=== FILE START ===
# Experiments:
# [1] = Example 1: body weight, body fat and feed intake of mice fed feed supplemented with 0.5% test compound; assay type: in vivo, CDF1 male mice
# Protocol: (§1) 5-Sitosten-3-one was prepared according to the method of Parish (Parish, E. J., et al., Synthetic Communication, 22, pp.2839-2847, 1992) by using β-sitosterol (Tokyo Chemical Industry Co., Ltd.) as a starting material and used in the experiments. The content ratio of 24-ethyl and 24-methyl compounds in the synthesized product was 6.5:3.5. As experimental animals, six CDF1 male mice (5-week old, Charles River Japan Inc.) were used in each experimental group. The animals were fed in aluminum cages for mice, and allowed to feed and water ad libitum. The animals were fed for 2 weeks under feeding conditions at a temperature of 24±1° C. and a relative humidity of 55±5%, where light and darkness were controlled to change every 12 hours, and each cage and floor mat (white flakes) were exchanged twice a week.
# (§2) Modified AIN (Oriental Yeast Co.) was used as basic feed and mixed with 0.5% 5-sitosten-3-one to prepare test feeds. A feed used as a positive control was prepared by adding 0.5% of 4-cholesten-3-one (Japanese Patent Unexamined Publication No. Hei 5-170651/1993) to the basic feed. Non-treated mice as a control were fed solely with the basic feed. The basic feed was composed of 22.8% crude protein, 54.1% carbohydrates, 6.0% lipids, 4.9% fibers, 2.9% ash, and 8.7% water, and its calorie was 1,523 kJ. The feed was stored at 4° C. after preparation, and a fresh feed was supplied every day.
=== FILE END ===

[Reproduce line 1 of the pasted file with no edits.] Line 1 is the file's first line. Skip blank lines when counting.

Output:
# Experiments: